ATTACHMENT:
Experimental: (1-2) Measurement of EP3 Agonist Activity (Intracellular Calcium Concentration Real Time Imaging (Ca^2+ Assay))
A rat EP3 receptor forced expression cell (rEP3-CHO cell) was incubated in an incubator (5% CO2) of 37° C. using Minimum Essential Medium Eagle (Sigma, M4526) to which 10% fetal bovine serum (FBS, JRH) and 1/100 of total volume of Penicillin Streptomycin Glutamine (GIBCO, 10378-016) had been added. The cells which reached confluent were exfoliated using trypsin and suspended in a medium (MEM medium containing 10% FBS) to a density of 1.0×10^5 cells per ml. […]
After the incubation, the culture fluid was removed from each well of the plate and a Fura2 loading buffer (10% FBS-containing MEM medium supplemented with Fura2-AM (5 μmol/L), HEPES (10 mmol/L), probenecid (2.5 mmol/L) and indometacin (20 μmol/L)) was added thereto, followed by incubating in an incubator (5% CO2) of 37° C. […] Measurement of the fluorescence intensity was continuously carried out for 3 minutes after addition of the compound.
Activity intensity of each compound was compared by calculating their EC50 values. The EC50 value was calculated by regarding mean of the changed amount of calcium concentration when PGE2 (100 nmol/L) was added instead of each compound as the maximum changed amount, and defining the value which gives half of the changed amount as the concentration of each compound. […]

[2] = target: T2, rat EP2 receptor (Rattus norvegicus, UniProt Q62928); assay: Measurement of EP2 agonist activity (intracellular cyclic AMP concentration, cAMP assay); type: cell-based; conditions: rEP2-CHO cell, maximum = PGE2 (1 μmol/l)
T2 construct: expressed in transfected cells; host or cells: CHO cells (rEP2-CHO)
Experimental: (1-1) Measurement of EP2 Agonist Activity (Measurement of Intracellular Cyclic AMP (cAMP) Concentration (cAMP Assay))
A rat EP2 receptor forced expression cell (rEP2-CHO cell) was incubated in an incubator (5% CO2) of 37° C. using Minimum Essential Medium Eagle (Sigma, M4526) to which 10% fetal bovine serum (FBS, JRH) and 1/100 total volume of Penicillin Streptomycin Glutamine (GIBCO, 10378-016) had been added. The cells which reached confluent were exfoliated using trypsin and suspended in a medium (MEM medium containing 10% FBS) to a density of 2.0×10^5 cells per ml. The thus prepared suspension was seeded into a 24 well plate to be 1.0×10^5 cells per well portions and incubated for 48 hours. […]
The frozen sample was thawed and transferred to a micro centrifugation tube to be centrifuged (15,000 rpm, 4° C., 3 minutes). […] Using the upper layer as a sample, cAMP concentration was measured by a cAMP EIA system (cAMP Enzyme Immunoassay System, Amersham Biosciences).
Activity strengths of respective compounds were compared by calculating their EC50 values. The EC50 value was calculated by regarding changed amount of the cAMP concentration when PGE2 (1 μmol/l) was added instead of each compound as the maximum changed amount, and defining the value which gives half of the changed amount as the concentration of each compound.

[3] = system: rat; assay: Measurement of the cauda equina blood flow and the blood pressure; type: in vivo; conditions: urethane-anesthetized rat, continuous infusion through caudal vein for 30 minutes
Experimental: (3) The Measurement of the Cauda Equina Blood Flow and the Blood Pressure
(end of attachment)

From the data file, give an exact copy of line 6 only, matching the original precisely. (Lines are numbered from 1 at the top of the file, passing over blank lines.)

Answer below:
T2 construct: expressed in transfected cells; host or cells: CHO cells (rEP2-CHO)